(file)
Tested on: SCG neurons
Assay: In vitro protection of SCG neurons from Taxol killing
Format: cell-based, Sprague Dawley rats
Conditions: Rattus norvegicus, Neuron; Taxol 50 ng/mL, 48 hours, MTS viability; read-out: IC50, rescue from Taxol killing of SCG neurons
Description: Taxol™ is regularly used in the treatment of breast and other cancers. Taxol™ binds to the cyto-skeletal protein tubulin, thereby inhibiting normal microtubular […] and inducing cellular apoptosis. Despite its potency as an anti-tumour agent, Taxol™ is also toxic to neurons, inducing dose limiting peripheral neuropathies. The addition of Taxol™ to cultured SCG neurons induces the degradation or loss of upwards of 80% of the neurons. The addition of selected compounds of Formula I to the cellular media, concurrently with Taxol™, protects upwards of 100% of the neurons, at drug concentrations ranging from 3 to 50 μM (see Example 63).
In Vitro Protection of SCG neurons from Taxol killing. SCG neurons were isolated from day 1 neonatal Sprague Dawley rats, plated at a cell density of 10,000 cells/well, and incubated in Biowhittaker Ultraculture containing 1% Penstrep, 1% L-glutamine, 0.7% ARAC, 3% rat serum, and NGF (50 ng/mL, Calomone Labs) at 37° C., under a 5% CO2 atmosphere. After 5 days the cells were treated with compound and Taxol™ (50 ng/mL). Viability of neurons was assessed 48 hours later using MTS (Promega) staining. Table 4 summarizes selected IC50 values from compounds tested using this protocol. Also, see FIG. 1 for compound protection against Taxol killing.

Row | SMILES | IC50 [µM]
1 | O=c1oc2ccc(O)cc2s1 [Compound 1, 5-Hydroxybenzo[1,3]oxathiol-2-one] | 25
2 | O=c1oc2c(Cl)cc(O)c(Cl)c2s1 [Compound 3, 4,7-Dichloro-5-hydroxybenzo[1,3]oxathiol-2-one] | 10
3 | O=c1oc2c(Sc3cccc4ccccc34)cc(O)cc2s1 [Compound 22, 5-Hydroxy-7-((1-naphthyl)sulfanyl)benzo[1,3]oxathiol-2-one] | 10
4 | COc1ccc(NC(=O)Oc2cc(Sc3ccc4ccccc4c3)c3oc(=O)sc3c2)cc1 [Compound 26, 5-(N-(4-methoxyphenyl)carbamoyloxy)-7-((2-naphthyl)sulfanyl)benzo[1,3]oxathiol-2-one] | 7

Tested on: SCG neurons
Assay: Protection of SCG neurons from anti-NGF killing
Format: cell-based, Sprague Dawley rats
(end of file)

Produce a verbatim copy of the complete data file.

Tested on: SCG neurons
Assay: In vitro protection of SCG neurons from Taxol killing
Format: cell-based, Sprague Dawley rats
Conditions: Rattus norvegicus, Neuron; Taxol 50 ng/mL, 48 hours, MTS viability; read-out: IC50, rescue from Taxol killing of SCG neurons
Description: Taxol™ is regularly used in the treatment of breast and other cancers. Taxol™ binds to the cyto-skeletal protein tubulin, thereby inhibiting normal microtubular […] and inducing cellular apoptosis. Despite its potency as an anti-tumour agent, Taxol™ is also toxic to neurons, inducing dose limiting peripheral neuropathies. The addition of Taxol™ to cultured SCG neurons induces the degradation or loss of upwards of 80% of the neurons. The addition of selected compounds of Formula I to the cellular media, concurrently with Taxol™, protects upwards of 100% of the neurons, at drug concentrations ranging from 3 to 50 μM (see Example 63).
In Vitro Protection of SCG neurons from Taxol killing. SCG neurons were isolated from day 1 neonatal Sprague Dawley rats, plated at a cell density of 10,000 cells/well, and incubated in Biowhittaker Ultraculture containing 1% Penstrep, 1% L-glutamine, 0.7% ARAC, 3% rat serum, and NGF (50 ng/mL, Calomone Labs) at 37° C., under a 5% CO2 atmosphere. After 5 days the cells were treated with compound and Taxol™ (50 ng/mL). Viability of neurons was assessed 48 hours later using MTS (Promega) staining. Table 4 summarizes selected IC50 values from compounds tested using this protocol. Also, see FIG. 1 for compound protection against Taxol killing.

Row | SMILES | IC50 [µM]
1 | O=c1oc2ccc(O)cc2s1 [Compound 1, 5-Hydroxybenzo[1,3]oxathiol-2-one] | 25
2 | O=c1oc2c(Cl)cc(O)c(Cl)c2s1 [Compound 3, 4,7-Dichloro-5-hydroxybenzo[1,3]oxathiol-2-one] | 10
3 | O=c1oc2c(Sc3cccc4ccccc34)cc(O)cc2s1 [Compound 22, 5-Hydroxy-7-((1-naphthyl)sulfanyl)benzo[1,3]oxathiol-2-one] | 10
4 | COc1ccc(NC(=O)Oc2cc(Sc3ccc4ccccc4c3)c3oc(=O)sc3c2)cc1 [Compound 26, 5-(N-(4-methoxyphenyl)carbamoyloxy)-7-((2-naphthyl)sulfanyl)benzo[1,3]oxathiol-2-one] | 7

Tested on: SCG neurons
Assay: Protection of SCG neurons from anti-NGF killing
Format: cell-based, Sprague Dawley rats